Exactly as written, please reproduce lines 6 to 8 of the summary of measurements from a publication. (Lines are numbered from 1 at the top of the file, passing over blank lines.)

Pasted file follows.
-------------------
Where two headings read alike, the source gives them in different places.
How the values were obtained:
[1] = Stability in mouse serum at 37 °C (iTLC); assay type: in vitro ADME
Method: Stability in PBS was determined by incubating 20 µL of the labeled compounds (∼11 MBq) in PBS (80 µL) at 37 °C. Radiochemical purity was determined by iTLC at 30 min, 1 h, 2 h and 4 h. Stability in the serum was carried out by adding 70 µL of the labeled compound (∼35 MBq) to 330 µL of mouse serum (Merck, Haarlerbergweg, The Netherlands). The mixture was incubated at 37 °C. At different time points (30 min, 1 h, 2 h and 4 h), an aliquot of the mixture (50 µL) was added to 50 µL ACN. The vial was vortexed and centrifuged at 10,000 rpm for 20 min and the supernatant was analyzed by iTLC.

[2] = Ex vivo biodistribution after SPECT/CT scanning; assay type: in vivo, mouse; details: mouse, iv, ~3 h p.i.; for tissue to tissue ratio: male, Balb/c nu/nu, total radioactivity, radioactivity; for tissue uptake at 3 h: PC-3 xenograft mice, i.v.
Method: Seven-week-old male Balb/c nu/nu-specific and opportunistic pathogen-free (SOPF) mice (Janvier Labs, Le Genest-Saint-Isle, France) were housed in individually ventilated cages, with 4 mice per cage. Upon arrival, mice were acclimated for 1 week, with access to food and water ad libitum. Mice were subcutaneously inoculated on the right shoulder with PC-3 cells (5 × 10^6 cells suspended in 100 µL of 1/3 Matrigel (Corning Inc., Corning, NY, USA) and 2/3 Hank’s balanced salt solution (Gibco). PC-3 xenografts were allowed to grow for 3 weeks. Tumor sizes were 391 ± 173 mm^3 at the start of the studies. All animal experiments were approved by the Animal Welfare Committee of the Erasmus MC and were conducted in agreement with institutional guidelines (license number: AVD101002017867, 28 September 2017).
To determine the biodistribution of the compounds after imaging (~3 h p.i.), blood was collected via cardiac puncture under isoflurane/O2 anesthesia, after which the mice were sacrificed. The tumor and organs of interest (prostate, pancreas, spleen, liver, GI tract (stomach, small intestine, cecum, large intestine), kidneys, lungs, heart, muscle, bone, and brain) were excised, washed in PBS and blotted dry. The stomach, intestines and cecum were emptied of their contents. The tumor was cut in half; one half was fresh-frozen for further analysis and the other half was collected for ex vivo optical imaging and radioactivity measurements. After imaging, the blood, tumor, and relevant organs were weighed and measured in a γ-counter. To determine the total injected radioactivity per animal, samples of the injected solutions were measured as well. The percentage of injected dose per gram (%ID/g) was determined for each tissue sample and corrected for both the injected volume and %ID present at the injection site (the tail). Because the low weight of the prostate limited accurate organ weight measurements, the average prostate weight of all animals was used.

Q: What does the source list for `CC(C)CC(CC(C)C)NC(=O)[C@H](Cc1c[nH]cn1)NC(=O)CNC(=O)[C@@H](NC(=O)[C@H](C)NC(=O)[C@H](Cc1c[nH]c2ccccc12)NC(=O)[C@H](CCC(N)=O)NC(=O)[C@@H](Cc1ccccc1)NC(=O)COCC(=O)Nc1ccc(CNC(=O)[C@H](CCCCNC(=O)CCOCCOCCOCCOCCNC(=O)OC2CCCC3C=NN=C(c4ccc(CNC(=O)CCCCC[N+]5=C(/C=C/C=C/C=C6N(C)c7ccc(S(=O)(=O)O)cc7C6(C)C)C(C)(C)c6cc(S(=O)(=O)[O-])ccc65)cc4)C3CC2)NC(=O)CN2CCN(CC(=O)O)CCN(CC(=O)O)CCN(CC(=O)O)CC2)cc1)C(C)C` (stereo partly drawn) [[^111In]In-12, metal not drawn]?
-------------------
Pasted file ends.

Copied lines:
Method: Seven-week-old male Balb/c nu/nu-specific and opportunistic pathogen-free (SOPF) mice (Janvier Labs, Le Genest-Saint-Isle, France) were housed in individually ventilated cages, with 4 mice per cage. Upon arrival, mice were acclimated for 1 week, with access to food and water ad libitum. Mice were subcutaneously inoculated on the right shoulder with PC-3 cells (5 × 10^6 cells suspended in 100 µL of 1/3 Matrigel (Corning Inc., Corning, NY, USA) and 2/3 Hank’s balanced salt solution (Gibco). PC-3 xenografts were allowed to grow for 3 weeks. Tumor sizes were 391 ± 173 mm^3 at the start of the studies. All animal experiments were approved by the Animal Welfare Committee of the Erasmus MC and were conducted in agreement with institutional guidelines (license number: AVD101002017867, 28 September 2017).
To determine the biodistribution of the compounds after imaging (~3 h p.i.), blood was collected via cardiac puncture under isoflurane/O2 anesthesia, after which the mice were sacrificed. The tumor and organs of interest (prostate, pancreas, spleen, liver, GI tract (stomach, small intestine, cecum, large intestine), kidneys, lungs, heart, muscle, bone, and brain) were excised, washed in PBS and blotted dry. The stomach, intestines and cecum were emptied of their contents. The tumor was cut in half; one half was fresh-frozen for further analysis and the other half was collected for ex vivo optical imaging and radioactivity measurements. After imaging, the blood, tumor, and relevant organs were weighed and measured in a γ-counter. To determine the total injected radioactivity per animal, samples of the injected solutions were measured as well. The percentage of injected dose per gram (%ID/g) was determined for each tissue sample and corrected for both the injected volume and %ID present at the injection site (the tail). Because the low weight of the prostate limited accurate organ weight measurements, the average prostate weight of all animals was used.

Q: What does the source list for `CC(C)CC(CC(C)C)NC(=O)[C@H](Cc1c[nH]cn1)NC(=O)CNC(=O)[C@@H](NC(=O)[C@H](C)NC(=O)[C@H](Cc1c[nH]c2ccccc12)NC(=O)[C@H](CCC(N)=O)NC(=O)[C@@H](Cc1ccccc1)NC(=O)COCC(=O)Nc1ccc(CNC(=O)[C@H](CCCCNC(=O)CCOCCOCCOCCOCCNC(=O)OC2CCCC3C=NN=C(c4ccc(CNC(=O)CCCCC[N+]5=C(/C=C/C=C/C=C6N(C)c7ccc(S(=O)(=O)O)cc7C6(C)C)C(C)(C)c6cc(S(=O)(=O)[O-])ccc65)cc4)C3CC2)NC(=O)CN2CCN(CC(=O)O)CCN(CC(=O)O)CCN(CC(=O)O)CC2)cc1)C(C)C` (stereo partly drawn) [[^111In]In-12, metal not drawn]?